Nothing Bush said in response to these tectonic changes shocked or surprised, which was his goal: “I don’t aim to lead a crusade,” he’d stated when declaring his presidential bid in late 1987.  He and those around him overestimated the universal appeal of American ideals, but one cannot overstate how fully they perceived the world going their way, democracy’s way, as the Soviet Union faltered.

So Bush was trusted because he was known, no fire-brand, and had not progressed up the political food-chain by proving false to his word, but the second part to his success in 1989 was his ability to urge calm on governments and crowds alike.  Shocked as everyone else by the Wall’s unexpected fall, Bush’s political allies and underlings urged him to celebrate, to in effect spike the ball on the multi-generational Cold War effort, to declare ‘we won.’  He refused.  It would have been good for his poll numbers, but “I’m not going to dance on the wall,” Bush told his aides, no matter how his apparent indifference in the midst of democracy’s apparent victory hurt his popular image.  He was there to lead, not to be loved.  “I’m not going to poke a finger in Gorbachev’s eye,” making the reforms the Soviet leader had initiated even harder to enact by riling up his domestic rivals, Bush further explained.

Bush’s political allies and underlings urged him to celebrate, to in effect spike the ball on the multi-generational Cold War effort, to declare ‘we won.’ He refused.

Given similar circumstances other leaders might have beat their chest, or in more recent days tweeted, taking personal credit for the free world’s multigenerational accomplishment, but Bush knew well that every defeated enemy was tomorrow’s potential ally.  He’d only recently come from the funeral of the Japanese Emperor whose soldiers had shot him down over the Pacific forty-five years before.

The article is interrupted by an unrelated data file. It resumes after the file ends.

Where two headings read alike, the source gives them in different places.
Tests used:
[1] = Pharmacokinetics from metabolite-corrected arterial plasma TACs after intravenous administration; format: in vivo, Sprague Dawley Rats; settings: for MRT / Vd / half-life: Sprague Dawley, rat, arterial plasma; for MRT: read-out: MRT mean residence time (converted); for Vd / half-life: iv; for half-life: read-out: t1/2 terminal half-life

And other leaders were calling, constantly the night the wall fell and in the weeks and months that followed, seeking guidance, or merely a strong anchor for a rapidly transforming international system.  Britain’s Margaret Thatcher called; so too Germany’s Helmut Kohl and France’s Francois Mitterand.  Even Gorbachev called, wondering like all the rest if Bush somehow knew what to do.

What he did, ultimately, was so very little and yet so very much.  He did not shout, he did not gloat, he did not boast.  Bush instead mostly listened during those tumultuous weeks and months of promise and anxiety in 1989, knowing that every time he listened more than he talked when a foreign leader called, and every time he kept his word, faith in him grew. As did a sense of calm responsibility he’d later put to good use when Saddam Hussein invaded Kuwait and when those conservative opponents of Gorbachev ultimately enacted the coup they’d long threatened.

Bush was hardly perfect as a president.  He was cautious, unoriginal, and showed little flair for the pageantry of presidential politics.  He overinflated his own credentials as an expert on China when Tiananmen rolled, and failed to remove the Iraqi despot who’d ultimately prove the bane of his own son’s presidency.  He was not perfect.  But during a moment when the world could very well have ended, his prudence was exactly what the world needed most.

Jeffrey A. Engel is the Director of the Center for Presidential History at Southern Methodist University and author of When the World Seemed New: George H.W. Bush and the End of the Cold War (Houghton Mifflin Harcourt, 2017).